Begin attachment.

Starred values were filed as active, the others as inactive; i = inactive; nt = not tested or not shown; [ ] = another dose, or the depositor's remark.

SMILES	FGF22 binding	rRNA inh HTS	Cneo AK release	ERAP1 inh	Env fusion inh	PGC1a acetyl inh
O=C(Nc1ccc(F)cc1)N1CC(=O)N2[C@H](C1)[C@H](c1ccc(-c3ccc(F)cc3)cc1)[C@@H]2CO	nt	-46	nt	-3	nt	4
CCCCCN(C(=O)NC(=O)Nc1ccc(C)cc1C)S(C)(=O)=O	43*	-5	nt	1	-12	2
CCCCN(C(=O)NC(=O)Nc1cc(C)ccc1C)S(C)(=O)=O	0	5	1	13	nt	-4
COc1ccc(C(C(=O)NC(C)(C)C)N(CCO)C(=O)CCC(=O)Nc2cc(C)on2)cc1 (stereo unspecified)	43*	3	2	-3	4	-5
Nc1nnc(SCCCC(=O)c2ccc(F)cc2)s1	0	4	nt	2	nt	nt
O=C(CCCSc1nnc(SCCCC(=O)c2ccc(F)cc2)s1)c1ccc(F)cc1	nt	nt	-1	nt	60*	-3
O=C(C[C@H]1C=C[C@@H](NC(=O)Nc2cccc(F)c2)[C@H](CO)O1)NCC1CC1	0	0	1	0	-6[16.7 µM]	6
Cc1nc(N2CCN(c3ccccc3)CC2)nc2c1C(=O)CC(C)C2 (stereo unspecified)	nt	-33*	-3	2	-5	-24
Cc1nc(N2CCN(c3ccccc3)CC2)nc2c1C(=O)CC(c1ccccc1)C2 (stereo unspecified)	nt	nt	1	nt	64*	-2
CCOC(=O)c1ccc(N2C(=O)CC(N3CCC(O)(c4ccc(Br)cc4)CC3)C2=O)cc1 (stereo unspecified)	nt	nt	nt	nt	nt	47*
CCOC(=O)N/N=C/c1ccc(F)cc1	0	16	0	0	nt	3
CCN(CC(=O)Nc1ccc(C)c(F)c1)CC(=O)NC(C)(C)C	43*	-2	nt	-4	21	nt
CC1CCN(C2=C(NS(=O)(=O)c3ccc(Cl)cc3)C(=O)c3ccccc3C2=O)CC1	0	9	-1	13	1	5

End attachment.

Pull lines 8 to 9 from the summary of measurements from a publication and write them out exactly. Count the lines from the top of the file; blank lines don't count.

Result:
O=C(CCCSc1nnc(SCCCC(=O)c2ccc(F)cc2)s1)c1ccc(F)cc1	nt	nt	-1	nt	60*	-3
O=C(C[C@H]1C=C[C@@H](NC(=O)Nc2cccc(F)c2)[C@H](CO)O1)NCC1CC1	0	0	1	0	-6[16.7 µM]	6